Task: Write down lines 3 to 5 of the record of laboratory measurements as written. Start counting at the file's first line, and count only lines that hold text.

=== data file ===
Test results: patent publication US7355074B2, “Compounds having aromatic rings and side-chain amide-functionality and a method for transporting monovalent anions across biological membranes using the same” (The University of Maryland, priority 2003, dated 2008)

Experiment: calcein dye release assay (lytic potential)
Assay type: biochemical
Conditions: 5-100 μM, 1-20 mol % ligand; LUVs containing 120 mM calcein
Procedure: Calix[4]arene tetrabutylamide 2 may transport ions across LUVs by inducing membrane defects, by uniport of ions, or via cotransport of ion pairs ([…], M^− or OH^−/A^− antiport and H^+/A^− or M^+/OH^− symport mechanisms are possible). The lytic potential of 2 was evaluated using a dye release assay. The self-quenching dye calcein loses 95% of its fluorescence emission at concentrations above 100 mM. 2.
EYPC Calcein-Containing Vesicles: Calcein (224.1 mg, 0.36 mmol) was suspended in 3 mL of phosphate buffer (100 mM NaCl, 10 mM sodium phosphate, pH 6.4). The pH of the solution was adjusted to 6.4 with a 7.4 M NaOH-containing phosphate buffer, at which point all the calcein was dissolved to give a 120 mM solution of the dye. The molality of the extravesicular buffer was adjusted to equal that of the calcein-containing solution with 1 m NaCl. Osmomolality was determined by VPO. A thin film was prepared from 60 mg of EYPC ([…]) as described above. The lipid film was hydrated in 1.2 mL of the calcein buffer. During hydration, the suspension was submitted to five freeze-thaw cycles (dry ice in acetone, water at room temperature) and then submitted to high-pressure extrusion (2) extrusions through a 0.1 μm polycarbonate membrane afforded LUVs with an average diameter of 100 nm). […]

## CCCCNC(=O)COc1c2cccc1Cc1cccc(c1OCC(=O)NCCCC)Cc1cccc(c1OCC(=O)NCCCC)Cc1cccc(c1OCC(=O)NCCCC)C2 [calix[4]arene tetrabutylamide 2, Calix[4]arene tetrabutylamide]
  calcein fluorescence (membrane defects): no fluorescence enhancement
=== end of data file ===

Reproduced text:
Assay type: biochemical
Conditions: 5-100 μM, 1-20 mol % ligand; LUVs containing 120 mM calcein
Procedure: Calix[4]arene tetrabutylamide 2 may transport ions across LUVs by inducing membrane defects, by uniport of ions, or via cotransport of ion pairs ([…], M^− or OH^−/A^− antiport and H^+/A^− or M^+/OH^− symport mechanisms are possible). The lytic potential of 2 was evaluated using a dye release assay. The self-quenching dye calcein loses 95% of its fluorescence emission at concentrations above 100 mM. 2.